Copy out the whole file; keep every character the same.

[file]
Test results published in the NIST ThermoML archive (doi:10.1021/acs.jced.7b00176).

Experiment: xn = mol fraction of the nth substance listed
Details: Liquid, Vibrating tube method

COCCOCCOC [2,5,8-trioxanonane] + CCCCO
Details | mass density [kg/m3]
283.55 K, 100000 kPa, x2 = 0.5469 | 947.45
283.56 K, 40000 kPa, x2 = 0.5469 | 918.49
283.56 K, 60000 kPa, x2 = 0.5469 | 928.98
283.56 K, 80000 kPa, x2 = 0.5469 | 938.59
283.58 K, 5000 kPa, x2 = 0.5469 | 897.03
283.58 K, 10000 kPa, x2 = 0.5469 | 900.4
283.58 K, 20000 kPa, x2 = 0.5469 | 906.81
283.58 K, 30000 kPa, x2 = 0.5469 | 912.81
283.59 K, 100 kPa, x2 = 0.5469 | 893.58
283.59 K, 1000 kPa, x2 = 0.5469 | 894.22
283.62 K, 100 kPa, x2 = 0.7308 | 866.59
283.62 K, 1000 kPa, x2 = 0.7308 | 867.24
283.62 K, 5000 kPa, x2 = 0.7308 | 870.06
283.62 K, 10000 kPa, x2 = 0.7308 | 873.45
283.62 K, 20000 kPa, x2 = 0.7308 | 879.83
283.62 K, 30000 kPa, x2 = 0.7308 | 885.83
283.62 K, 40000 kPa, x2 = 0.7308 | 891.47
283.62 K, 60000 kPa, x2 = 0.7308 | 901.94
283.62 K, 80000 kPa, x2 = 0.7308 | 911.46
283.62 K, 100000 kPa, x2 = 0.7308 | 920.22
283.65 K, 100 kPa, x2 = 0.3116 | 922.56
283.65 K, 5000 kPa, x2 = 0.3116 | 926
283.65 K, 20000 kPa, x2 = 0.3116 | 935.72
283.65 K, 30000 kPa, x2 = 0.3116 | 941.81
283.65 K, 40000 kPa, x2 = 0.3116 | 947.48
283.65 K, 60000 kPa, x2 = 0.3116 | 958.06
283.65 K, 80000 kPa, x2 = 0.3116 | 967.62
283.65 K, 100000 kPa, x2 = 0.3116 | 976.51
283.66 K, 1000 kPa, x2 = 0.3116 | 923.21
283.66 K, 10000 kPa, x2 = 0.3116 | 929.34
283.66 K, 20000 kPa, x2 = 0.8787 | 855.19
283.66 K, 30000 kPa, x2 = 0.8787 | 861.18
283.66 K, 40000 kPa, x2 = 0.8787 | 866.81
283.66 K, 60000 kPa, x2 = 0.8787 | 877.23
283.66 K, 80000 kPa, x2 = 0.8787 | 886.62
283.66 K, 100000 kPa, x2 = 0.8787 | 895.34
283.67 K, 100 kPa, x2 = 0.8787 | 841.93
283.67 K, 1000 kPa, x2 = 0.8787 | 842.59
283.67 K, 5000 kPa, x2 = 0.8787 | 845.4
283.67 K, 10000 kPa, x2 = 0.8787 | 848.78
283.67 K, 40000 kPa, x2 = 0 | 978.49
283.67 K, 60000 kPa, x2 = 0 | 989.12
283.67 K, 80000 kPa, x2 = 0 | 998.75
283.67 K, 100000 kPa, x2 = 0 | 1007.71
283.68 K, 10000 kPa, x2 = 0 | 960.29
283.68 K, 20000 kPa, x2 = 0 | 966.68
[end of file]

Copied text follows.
Test results published in the NIST ThermoML archive (doi:10.1021/acs.jced.7b00176).

Experiment: xn = mol fraction of the nth substance listed
Details: Liquid, Vibrating tube method

COCCOCCOC [2,5,8-trioxanonane] + CCCCO
Details | mass density [kg/m3]
283.55 K, 100000 kPa, x2 = 0.5469 | 947.45
283.56 K, 40000 kPa, x2 = 0.5469 | 918.49
283.56 K, 60000 kPa, x2 = 0.5469 | 928.98
283.56 K, 80000 kPa, x2 = 0.5469 | 938.59
283.58 K, 5000 kPa, x2 = 0.5469 | 897.03
283.58 K, 10000 kPa, x2 = 0.5469 | 900.4
283.58 K, 20000 kPa, x2 = 0.5469 | 906.81
283.58 K, 30000 kPa, x2 = 0.5469 | 912.81
283.59 K, 100 kPa, x2 = 0.5469 | 893.58
283.59 K, 1000 kPa, x2 = 0.5469 | 894.22
283.62 K, 100 kPa, x2 = 0.7308 | 866.59
283.62 K, 1000 kPa, x2 = 0.7308 | 867.24
283.62 K, 5000 kPa, x2 = 0.7308 | 870.06
283.62 K, 10000 kPa, x2 = 0.7308 | 873.45
283.62 K, 20000 kPa, x2 = 0.7308 | 879.83
283.62 K, 30000 kPa, x2 = 0.7308 | 885.83
283.62 K, 40000 kPa, x2 = 0.7308 | 891.47
283.62 K, 60000 kPa, x2 = 0.7308 | 901.94
283.62 K, 80000 kPa, x2 = 0.7308 | 911.46
283.62 K, 100000 kPa, x2 = 0.7308 | 920.22
283.65 K, 100 kPa, x2 = 0.3116 | 922.56
283.65 K, 5000 kPa, x2 = 0.3116 | 926
283.65 K, 20000 kPa, x2 = 0.3116 | 935.72
283.65 K, 30000 kPa, x2 = 0.3116 | 941.81
283.65 K, 40000 kPa, x2 = 0.3116 | 947.48
283.65 K, 60000 kPa, x2 = 0.3116 | 958.06
283.65 K, 80000 kPa, x2 = 0.3116 | 967.62
283.65 K, 100000 kPa, x2 = 0.3116 | 976.51
283.66 K, 1000 kPa, x2 = 0.3116 | 923.21
283.66 K, 10000 kPa, x2 = 0.3116 | 929.34
283.66 K, 20000 kPa, x2 = 0.8787 | 855.19
283.66 K, 30000 kPa, x2 = 0.8787 | 861.18
283.66 K, 40000 kPa, x2 = 0.8787 | 866.81
283.66 K, 60000 kPa, x2 = 0.8787 | 877.23
283.66 K, 80000 kPa, x2 = 0.8787 | 886.62
283.66 K, 100000 kPa, x2 = 0.8787 | 895.34
283.67 K, 100 kPa, x2 = 0.8787 | 841.93
283.67 K, 1000 kPa, x2 = 0.8787 | 842.59
283.67 K, 5000 kPa, x2 = 0.8787 | 845.4
283.67 K, 10000 kPa, x2 = 0.8787 | 848.78
283.67 K, 40000 kPa, x2 = 0 | 978.49
283.67 K, 60000 kPa, x2 = 0 | 989.12
283.67 K, 80000 kPa, x2 = 0 | 998.75
283.67 K, 100000 kPa, x2 = 0 | 1007.71
283.68 K, 10000 kPa, x2 = 0 | 960.29
283.68 K, 20000 kPa, x2 = 0 | 966.68